NOTE - The Servlet Specification includes a Document Type Descriptor (DTD) for the web application deployment descriptor, and Tomcat 4 enforces the rules defined here when processing your application's /WEB-INF/web.xml file. In particular, you must enter your descriptor elements (such as <filter>, <servlet>, and <servlet-mapping> in the order defined by the DTD (see Section 13.3).

Deployment With Tomcat 4

In order to be executed, a web application must be deployed on a servlet container. This is true even during development. We will describe using Tomcat 4 to provide the execution environment. A web application can be deployed in Tomcat by one of the following approaches:

  • Copy unpacked directory hierarchy into a subdirectory in directory $CATALINA_HOME/webapps/. Tomcat will assign a context path to your application based on the subdirectory name you choose. We will use this technique in the build.xml file that we construct, because it is the quickest and easiest approach during development. Be sure to restart Tomcat after installing or updating your application.

  • Copy the web application archive file into directory $CATALINA_HOME/webapps/. When Tomcat is started, it will automatically expand the web application archive file into its unpacked form, and execute the application that way. This approach would typically be used to install an additional application, provided by a third party vendor or by your internal development staff, into an existing Tomcat installation. NOTE - If you use this approach, and wish to update your application later, you must both replace the web application archive file AND delete the expanded directory that Tomcat created, and then restart Tomcat, in order to reflect your changes.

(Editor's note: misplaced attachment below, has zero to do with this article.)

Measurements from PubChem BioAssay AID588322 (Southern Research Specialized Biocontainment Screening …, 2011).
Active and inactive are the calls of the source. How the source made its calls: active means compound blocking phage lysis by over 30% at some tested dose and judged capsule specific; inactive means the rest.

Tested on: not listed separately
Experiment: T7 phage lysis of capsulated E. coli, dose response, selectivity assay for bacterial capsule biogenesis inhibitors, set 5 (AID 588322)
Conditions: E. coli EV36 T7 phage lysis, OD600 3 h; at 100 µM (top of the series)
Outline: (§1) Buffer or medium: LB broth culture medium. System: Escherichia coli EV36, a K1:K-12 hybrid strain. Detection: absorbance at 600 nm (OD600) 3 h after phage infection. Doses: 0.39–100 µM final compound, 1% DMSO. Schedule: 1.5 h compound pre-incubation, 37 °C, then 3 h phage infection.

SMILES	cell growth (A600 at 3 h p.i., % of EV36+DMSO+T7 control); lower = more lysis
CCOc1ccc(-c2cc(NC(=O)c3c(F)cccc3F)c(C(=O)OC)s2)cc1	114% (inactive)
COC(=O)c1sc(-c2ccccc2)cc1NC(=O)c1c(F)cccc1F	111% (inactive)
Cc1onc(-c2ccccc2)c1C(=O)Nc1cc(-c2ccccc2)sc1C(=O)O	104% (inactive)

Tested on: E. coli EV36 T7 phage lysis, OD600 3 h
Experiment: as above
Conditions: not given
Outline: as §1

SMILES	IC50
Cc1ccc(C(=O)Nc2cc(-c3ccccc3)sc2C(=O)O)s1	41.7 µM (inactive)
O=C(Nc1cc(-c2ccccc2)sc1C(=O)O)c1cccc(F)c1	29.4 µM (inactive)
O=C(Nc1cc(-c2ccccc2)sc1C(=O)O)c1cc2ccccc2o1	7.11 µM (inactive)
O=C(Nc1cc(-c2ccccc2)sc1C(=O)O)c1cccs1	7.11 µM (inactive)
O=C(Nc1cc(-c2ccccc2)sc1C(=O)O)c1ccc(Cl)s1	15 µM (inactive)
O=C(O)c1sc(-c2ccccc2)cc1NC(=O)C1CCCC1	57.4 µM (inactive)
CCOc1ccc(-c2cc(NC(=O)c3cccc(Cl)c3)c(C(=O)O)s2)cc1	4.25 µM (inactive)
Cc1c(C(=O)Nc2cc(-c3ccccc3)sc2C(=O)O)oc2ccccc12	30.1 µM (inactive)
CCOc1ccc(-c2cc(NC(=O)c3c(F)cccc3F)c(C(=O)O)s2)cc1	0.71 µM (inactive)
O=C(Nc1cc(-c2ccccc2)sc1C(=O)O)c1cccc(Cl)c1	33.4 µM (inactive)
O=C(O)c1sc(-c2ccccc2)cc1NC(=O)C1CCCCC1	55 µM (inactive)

• Use the Tomcat 4 "Manager" web application to deploy and undeploy web applications. Tomcat 4 includes a web application, deployed by default on context path /manager, that allows you to deploy and undeploy applications on a running Tomcat server without restarting it. See the administrator documentation (TODO: hyperlink) for more information on using the Manager web application.

  • Use "Manager" Ant Tasks In Your Build Script. Tomcat 4 includes a set of custom task definitions for the Ant build tool that allow you to automate the execution of commands to the "Manager" web application. These tasks are used in the example build script discussed later, and are explained there.

  • Add a <Context> entry in the $CATALINA_HOME/conf/server.xml configuration file. This approach is described briefly below, and allows you to position the document root of your web application at some point other than the $CATALINA_HOME/webapps/ directory. You will need to restart Tomcat to have changes in this configuration file take effect. See the administrator documentation (TODO: hyperlink) for more information on configuring new Contexts in this way.

Deploying your app on other servlet containers will be specific to each container, but all containers compatible with the Servlet API Specification (version 2.2 or later) are required to accept a web application archive file. Note that other containers are NOT required to accept an unpacked directory structure (as Tomcat does), or to provide mechanisms for shared library files, but these features are commonly available.